Rainbow Rice Sensory Bins and Reviving those much loved wooden puzzles

Raise your hand if you shelled out $$$ on Melissa & Doug wooden puzzles, claiming them to be such a great toy for your wee one even before they were teething? #Guilty

With so many puzzles (and so many lost pieces) invested in over the years I needed a way to keep Grace (who will be 3.5 next month) engaged and still interested. They are all far too easy now, and while she will help her sister out, I can see they just aren't fun anymore as she would much prefer 24+ piece floor puzzles. Then on my instagram, I saw a mom do a sensory bin with puzzle pieces and beans... 

I have been dying (pun intended!) to do some Rainbow Rice sensory bins over here but admittedly, I may be the only mom in America who had never used food coloring before. Ever. I was terrified but after 48 hours of rain and recovering from weeks of flu/pneumonia/croup we needed new indoor activities so I bit the bullet and 2 hours later, Amazon Prime Now delivered me a 5lb bag of rice for $3.79 and Neon foodcoloring for $4.09. 

Following directions on the interwebs, it took all of 10 minutes to make with the help of Grace while Emery was glued to our new favorite show: Super Monsters on Netflix (seriously, if your kids haven't tuned yet, it is a must... they learn manners!

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A How-to Make Rainbow Rice:

What you need:

  • White Rice (I did 2 cups per color but that was a lot)
  • Food Coloring (add as much as you like, I did 8 drops per 2 cups of rice and mine came out dark)
  • White Vinegar (I used one capful (very scientific) per color)
  • Plastic baggies (to mix, one per color)
  • toys, puzzle pieces, plastic scoops or funnels, etc. to play with Rainbow Rice

Directions

  1. Divide white rice into plastic ziplock baggies, one per color.
  2. Add capful of vinegar + drops of food coloring.
  3. Close bag and massage rice to mix color thoroughly
  4. I laid everything out on parchment lined baking sheets to dry, probably unnecessary
  5. Once dry (about 2 hours) put in plastic bin and add those leftover pinata toys, puzzle pieces, etc.
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Advice: Two Under Two

After surviving 8 months with 2 under 2, I have had dozens of moms with 1 year olds at home and growing baby bumps reach out for advice, so figured I would put together a 2under2 blog post for you!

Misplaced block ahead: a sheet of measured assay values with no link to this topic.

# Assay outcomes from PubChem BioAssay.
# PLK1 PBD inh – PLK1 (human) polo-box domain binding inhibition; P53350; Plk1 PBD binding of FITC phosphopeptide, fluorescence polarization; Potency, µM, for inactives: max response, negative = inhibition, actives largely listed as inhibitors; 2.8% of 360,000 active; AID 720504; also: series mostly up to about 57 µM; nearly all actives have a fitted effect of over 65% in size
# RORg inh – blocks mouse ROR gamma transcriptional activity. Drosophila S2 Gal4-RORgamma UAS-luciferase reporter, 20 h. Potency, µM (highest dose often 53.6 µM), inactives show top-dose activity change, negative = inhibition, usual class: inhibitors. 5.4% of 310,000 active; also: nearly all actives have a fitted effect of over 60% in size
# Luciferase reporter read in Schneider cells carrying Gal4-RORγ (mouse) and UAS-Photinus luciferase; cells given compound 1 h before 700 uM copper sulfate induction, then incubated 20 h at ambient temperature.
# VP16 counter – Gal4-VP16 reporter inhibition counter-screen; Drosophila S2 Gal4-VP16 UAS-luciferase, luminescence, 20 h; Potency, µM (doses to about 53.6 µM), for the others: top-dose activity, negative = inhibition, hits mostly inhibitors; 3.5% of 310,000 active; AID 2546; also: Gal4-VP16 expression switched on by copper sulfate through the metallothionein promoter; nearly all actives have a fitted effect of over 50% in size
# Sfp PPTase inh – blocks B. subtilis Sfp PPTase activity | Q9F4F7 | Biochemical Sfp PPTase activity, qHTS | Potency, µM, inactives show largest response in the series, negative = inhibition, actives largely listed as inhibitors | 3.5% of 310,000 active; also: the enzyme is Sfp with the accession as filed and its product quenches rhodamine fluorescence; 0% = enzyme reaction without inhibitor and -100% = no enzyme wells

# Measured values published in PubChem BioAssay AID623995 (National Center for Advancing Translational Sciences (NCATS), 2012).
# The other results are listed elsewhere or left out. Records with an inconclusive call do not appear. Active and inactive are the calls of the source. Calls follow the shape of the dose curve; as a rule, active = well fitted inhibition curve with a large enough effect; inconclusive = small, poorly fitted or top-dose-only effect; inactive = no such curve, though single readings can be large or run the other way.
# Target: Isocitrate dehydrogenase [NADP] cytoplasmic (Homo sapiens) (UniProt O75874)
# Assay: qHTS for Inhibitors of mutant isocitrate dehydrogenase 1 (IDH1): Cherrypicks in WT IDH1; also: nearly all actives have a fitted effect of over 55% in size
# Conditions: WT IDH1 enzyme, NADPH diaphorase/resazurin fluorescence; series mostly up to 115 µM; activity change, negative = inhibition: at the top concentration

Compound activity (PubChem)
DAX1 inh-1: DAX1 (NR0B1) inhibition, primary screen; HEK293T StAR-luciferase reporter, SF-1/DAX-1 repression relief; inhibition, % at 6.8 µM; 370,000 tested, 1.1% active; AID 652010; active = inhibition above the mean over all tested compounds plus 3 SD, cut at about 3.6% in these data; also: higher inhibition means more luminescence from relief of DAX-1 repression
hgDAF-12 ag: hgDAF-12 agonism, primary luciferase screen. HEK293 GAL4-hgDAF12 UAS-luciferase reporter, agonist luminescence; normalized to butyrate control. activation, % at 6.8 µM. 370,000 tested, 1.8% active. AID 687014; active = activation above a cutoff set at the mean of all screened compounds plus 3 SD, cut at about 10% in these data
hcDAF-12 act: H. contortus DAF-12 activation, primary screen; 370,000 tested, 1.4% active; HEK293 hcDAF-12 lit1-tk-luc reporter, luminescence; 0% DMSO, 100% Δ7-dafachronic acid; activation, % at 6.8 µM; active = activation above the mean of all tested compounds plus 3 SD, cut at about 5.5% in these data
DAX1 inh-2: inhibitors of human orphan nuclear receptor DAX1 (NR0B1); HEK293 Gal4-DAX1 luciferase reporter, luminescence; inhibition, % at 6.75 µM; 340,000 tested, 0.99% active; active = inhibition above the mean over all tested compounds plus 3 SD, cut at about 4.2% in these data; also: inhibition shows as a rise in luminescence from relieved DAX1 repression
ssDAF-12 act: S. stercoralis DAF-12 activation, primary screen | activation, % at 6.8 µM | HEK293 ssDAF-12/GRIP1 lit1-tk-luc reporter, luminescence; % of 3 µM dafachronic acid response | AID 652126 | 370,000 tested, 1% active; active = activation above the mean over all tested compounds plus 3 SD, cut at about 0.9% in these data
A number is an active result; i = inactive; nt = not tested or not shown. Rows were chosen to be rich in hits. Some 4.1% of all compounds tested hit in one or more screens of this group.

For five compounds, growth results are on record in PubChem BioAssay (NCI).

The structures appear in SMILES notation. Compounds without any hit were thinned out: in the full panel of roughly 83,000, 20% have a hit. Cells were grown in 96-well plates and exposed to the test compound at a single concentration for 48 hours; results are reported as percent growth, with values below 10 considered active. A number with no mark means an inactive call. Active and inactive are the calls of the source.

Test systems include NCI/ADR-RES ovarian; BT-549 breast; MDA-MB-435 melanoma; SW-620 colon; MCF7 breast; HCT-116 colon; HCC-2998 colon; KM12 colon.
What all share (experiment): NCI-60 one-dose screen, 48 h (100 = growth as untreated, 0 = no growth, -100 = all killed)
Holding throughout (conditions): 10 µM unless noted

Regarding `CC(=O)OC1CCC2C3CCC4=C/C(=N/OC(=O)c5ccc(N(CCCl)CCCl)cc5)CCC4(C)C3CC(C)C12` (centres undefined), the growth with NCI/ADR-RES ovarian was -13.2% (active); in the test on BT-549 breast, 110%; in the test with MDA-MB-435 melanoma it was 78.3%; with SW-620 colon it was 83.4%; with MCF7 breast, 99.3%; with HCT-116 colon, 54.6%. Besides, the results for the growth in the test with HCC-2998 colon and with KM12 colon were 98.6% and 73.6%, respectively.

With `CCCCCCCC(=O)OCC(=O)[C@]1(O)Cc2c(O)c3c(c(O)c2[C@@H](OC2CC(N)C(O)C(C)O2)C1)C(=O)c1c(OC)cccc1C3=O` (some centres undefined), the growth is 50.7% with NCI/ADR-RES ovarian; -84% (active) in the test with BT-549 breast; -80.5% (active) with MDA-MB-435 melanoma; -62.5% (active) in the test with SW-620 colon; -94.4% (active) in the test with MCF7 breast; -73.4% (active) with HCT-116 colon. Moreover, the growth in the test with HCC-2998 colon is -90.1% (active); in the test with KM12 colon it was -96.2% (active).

First off, it is not that bad if you are prepared! I had heard so many horror stories, and let me reassure you -- women have been doing it for thousands of years, and in the modern era, we are so much better prepared!

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First off: Lower your expectations. So many friends have their second baby and are right back out there -- but usually they have 2 years different between kids. When you have just a few months (14 in our case) you need to be realistic. First off, your 1.5 year old doesn't need to be attending every activity, class or party. Sure it may exhaust them and give you a microbreak, but it is also okay to be home. Same goes for TV-- if youre exhausted and at your limit, don't feel a milisecond of guilt for throwing on some Daniel Tiger and plopping the toddler infront of it. Everyone will survive and probably for the best!

Second: Prepare your home! You will be spending a lot more time at home as you balance a newborn and toddler nap/feeding schedule. If you have time to prepare, nest-away and make at least one room totally destroyable for the toddler and another a place of sanctuary for you (it can be the toilet!). Secondly, acknowledge that you will spend the first few months needing to feed the newborn constantly. I set up baskets near almost every seated surface specifically for Grace to play with curiously -- filled with books, quietly/non-noisy/battery operated toys, crayons, legos, etc. so whenever I was breast/bottlefeeding, she had an activity to do right beside me. This was key. Buy up the dollar spot at Target (seriously, 6 of each, I am telling you!) Also, if it is in the budget and you have the space- buy the fisher price bounce house. I am telling you, it saved us. We've had it blown up outside for dance parties of 2, pretended it was a ship, tent, castle, etc. and even brought it inside on rainy days for mindblowing fun. Everything is better with a bounce house and for under $200 it is a great investment since you won't be getting out of the house as much.

Third: Schedules -- don't push too hard to get them on the same schedule. After being away from Grace for so long between my hospitalization and Emery's NICU saga, I needed some quality time with Grace and was elated to find it. I loved that my girls were on polar opposite schedules. I didn't sleep much, but its just a phase and looking back now with a 2 and 3 year old, I miss the one-on-one bonding time I had with each of my kiddos while the other one napped. It was madness, but also a beautiful time I will cherish with a fondness for the rest of our lives.